We had our local National Vegetable Society meeting last night at the chairman’s house. Well his garden actually. John Carver is a keen show grower and his garden is geared towards this with polytunnels, greenhouses to die for and orderly raised beds with paved paths between.
His main greenhouse is a dwarf walled, double glazed construction with thermostatically controlled heating provided from a mains gas boiler and overhead grow lights. He grows large show onions and these were all neatly in pots, labelled up and at different stages from just a few inches high to leaves over a foot high, supported by rings to keep the foliage from drooping.
In the polytunnel, which is huge, he’s got his leek beds waiting and the frameworks on which he supports their foliage. At the back, sitting on a raised plinth, are tall blue barrels filled with his compost and sand mix for the carrots and parsnips. I must admit this is not the sort of growing I want to do. I’m looking at growing for the table and although it’s nice to have a decent looking crop, the taste is the first item on our list.
Last year John gave me some of his onions to grow on and I ended up with the largest onions I’ve ever grown. Unfortunately they were quite watery and didn’t store well. They also failed our taste test. So this year I’ll stick with my own smaller ones with a bit more bite.
He’s got a row of peas going in one of his raised beds already and showed us his method. He sows 9 peas into a half sized seed tray and then plants out the entire contents of the tray into the row, one after the other. A variant on the gutter method if you don’t have a length of guttering.
Useful Garden Gadgets
When John Carver showed us how he sowed his peas, he half filled the tray with compost and then tamped it down with a board just the right size for the tray with a little handle fixed to it. I’ve seen tamping boards before and they’re a useful tool in the potting shed but this was a bit special. He’s drilled holes in the board, 9 of them equidistant, and drops a pea into each hole. Remove the board and cover with compost, job done.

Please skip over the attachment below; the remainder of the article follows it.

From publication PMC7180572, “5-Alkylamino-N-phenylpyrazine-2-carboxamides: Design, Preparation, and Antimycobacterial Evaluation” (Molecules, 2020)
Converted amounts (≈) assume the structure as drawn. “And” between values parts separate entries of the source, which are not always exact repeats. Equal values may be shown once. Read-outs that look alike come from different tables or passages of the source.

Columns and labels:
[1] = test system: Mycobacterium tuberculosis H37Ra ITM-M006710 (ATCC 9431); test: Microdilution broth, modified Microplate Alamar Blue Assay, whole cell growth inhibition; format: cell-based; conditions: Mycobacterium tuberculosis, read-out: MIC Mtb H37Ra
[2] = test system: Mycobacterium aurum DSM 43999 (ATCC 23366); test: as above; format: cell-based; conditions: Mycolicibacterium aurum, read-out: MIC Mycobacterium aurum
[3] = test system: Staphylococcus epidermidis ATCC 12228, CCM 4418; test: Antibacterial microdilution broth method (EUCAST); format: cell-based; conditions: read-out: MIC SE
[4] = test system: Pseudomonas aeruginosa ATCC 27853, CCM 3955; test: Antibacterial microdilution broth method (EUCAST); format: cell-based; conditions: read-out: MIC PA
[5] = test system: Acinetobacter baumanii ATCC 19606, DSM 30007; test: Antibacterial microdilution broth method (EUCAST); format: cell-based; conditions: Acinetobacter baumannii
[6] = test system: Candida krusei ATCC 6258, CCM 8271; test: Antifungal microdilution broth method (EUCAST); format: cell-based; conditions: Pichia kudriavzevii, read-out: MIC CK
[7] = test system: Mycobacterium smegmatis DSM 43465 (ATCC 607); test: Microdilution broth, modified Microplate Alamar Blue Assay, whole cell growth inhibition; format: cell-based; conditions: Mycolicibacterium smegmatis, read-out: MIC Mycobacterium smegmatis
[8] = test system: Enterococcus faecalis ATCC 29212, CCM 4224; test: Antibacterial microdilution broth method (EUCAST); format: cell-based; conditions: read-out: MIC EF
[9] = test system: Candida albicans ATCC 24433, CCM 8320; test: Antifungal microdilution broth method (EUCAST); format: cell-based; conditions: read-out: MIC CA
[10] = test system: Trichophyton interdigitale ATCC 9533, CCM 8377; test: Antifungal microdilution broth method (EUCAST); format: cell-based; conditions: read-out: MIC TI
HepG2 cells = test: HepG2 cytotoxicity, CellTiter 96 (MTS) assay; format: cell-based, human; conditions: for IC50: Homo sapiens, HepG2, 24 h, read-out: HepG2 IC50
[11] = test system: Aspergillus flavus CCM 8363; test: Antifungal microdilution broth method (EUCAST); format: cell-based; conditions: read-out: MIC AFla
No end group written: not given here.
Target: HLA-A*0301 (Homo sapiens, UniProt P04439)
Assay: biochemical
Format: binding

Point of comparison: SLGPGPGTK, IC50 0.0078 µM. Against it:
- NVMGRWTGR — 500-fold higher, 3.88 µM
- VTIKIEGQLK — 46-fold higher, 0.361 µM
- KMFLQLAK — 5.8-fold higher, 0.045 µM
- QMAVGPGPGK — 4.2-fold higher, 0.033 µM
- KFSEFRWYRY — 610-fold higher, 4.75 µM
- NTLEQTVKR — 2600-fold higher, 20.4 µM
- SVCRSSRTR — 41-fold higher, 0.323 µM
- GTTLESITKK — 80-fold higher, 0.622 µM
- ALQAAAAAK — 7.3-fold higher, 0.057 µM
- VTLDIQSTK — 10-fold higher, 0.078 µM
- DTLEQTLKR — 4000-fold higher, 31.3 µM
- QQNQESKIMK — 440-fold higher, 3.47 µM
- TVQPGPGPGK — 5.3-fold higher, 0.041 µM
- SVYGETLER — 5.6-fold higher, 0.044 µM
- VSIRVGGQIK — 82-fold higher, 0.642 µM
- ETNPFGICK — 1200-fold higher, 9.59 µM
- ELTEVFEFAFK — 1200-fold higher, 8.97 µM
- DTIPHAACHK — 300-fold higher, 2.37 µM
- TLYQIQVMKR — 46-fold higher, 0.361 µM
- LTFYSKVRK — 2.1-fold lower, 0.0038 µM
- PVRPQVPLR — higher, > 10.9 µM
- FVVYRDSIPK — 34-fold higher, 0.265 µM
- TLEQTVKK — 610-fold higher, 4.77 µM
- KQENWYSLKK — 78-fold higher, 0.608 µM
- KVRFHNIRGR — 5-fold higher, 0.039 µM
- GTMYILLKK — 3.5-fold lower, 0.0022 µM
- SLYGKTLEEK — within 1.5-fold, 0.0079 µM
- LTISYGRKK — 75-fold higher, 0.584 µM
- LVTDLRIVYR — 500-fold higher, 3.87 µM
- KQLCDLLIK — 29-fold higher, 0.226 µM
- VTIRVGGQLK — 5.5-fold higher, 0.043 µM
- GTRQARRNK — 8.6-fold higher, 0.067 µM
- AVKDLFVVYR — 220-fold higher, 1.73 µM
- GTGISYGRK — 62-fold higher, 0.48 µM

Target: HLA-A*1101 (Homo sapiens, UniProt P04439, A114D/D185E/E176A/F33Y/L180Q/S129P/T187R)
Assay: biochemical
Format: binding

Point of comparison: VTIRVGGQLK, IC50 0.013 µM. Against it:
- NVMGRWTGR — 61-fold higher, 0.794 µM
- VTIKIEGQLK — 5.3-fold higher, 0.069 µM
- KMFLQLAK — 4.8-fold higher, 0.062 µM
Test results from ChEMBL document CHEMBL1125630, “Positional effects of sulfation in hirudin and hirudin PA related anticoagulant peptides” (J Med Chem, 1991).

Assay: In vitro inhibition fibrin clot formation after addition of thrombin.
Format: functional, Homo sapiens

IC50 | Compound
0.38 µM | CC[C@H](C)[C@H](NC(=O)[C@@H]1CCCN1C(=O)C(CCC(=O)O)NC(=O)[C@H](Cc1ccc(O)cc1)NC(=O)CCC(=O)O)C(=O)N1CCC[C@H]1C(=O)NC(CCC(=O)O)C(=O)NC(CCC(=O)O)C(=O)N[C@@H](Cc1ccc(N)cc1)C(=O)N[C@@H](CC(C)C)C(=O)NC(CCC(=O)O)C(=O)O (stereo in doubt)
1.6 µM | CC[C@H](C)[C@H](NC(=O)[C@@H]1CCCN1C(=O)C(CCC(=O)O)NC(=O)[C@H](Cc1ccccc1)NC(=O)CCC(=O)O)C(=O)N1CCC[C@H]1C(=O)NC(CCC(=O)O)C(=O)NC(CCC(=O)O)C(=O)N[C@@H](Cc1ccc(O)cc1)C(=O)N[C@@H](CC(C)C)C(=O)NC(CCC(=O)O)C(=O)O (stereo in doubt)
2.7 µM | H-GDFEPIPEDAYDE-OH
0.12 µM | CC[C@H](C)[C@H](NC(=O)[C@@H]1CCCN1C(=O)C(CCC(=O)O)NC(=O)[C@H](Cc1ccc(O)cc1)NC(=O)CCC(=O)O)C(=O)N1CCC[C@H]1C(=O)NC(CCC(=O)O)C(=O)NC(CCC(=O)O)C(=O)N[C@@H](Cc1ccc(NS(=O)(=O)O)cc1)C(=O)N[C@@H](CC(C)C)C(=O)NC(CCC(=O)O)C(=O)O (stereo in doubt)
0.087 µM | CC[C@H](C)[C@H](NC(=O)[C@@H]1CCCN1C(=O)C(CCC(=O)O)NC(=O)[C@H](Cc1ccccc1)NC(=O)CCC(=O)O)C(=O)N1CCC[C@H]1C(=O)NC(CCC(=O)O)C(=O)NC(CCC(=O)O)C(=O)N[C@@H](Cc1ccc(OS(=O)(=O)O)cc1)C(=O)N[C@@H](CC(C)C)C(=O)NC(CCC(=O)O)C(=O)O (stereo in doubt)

When the peas pop up they’re like a row of soldiers, perfectly spaced. I thought that was a really clever idea if a bit limited in scope. He generously gave us all one when we retired to his workshop by the greenhouse. Centrally heated and immaculate, of course!
I ‘built’ a gadget for the potting shed myself. Usually we use a pot to scoop compost out of bags onto the potting bench but I figured that I could convert a 2 litre milk bottle into a scoop that would do the job better. Took an empty milk bottle, washed it out and carved off the base to make the scoop with a Stanley knfe. It only took a minute to make. Unfortunately the plastic they use is too thin and it tends to bend rather than dig into the compost. Good in theory, shame it didn’t work in practice.
We dropped into Stapeley Water Gardens and they had a little plastic seed sowing hypodermic gadget. There’s a video running and at £2.99 it’s not expensive but I wasn’t convinced it would work with small seeds like onions and cabbages so I resisted. I think most gardeners have a few gadgets that looked great in theory but didn’t quite work in practice. I’ll continue using a pencil to dib little holes and distribute small seeds, even if licking the end of the pencil to make it sticky isn’t the most hygienic thing to do.
The storms of the last few days don’t seem to have hit us as hard as feared (touch wood) but it’s been pretty grim in some areas by all accounts. I just hope this year we have a proper summer and that March obeys the rule of coming in like a lion and leaving as a lamb.
One final note on planting potatoes. Traditionally potatoes were planted at Easter. The reason being this was roughly the right time and many workers had a holiday at Easter and the chance to get them in. Potatoes being an important staple crop, the farm workers of old would ensure this survival crop was planted in quantity.
Easter is a moveable feast, based on the Passover, and consequently Easter Day is the first Sunday after (not on) the full moon which happens on or after the vernal equinox (21 March).
It varies between the 22nd March and 25th April, usually falling within the first two weeks of April. This year it’s really early on March 23rd so don’t worry if you miss the traditional time, you’ve a few extra weeks in reality.
Vegetable Growing Month by Month
I had an email from the publishers that the copies have arrived from the printer and are on the way to me. Exciting stuff indeed, for me. I can hardly wait, it seems so long since I started writing it back in last year.